Each Holy Week, babas, place orders
with Ted, the mailman, for ducks
to make Czarnina, soup from the blood.
Ted reconnoitered behind enemy lines,
his knife slitting throats of Nazis,
wounds squirting blood, death draggling
a green uniform to the pallor of red clay.
In Pittsburgh’s strip district,
Ted cages drakes, the feathers
and shit matting the trunk of the Galaxie
his son will clean to teach him a thing or two.
Through French countryside,
Ted retreats toward the bone-clang
of the front line. Seeking respite in a barn,
he surprised a frightened German
soldier eating a raw egg.
Among the smell of animal
feces and rumpty hay they stared.
At the sound of an approaching Panzer,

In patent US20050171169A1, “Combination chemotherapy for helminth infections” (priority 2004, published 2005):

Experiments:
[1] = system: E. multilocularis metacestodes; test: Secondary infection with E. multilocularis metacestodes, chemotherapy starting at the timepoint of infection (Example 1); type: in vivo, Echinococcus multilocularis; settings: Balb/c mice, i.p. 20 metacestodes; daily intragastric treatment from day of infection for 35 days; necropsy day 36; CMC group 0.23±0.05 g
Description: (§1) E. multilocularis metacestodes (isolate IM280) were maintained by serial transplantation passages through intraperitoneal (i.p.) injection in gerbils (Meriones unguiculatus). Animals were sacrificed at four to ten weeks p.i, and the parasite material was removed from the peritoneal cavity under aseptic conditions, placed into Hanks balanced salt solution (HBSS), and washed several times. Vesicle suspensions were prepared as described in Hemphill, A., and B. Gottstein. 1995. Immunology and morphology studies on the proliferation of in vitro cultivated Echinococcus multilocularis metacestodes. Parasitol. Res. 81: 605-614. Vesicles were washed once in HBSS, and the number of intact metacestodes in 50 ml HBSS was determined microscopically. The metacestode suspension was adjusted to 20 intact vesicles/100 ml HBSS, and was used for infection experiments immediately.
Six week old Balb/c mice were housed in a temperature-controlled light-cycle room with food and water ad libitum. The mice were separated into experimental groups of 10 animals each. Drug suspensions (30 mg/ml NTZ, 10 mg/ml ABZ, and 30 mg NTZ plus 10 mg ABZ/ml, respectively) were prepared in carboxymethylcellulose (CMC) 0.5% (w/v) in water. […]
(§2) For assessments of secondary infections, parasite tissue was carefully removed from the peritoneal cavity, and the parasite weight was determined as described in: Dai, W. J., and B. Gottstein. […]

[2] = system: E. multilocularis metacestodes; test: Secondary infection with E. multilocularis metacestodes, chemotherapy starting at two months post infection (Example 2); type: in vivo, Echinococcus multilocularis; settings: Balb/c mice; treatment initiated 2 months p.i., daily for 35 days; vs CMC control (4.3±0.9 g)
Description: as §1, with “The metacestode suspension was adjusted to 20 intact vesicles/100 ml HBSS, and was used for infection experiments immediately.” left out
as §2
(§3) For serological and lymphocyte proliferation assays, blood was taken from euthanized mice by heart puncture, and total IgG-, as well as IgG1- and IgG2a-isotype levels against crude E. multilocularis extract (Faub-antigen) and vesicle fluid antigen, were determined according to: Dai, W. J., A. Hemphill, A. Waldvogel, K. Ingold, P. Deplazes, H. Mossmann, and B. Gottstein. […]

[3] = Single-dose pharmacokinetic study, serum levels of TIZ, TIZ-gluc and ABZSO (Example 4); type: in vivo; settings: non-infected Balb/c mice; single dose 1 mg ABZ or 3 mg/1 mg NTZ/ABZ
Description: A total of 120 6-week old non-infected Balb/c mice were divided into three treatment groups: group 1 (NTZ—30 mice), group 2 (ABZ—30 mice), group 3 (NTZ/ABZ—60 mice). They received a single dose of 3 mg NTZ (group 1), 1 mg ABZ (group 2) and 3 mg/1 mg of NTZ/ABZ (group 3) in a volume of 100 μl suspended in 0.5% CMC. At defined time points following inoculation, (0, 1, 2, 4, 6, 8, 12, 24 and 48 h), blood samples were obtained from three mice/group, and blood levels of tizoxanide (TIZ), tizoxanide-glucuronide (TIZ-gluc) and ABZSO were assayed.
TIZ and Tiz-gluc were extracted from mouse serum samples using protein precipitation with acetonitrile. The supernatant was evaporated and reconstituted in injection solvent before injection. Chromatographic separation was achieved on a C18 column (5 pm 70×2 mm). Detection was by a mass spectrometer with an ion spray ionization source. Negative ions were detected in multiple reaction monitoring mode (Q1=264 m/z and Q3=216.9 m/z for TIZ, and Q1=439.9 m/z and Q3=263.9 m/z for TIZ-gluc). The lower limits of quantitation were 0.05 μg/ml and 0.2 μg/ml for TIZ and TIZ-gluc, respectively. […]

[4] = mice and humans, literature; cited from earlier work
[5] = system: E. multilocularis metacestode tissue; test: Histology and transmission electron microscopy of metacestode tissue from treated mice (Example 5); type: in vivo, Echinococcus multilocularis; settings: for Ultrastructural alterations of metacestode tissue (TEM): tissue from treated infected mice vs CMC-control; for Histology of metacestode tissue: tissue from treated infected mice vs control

Ted went for the throat with bare hands.
The wide-eyed boy never even fought back.
When Ted felt warm piss soak through his pant leg,
he eased the body to the rumbling earth.
On Good Friday, at 5 a.m., Ted delivers
the ducks before his mail route,
babas expecting him
to chop off heads, catch blood
in yellow ware bowls, and pour in vinegar
to prevent coagulation. This he does,
the animals’ jittery struggle still trembling
in his hands the rest of the day.
That Wednesday after Easter,
silence at the table, one last meal
before Ted’s son deploys to Viet Nam:
leftover ham, paska, and Czarnina,
its irony taste of blood
best eaten cold.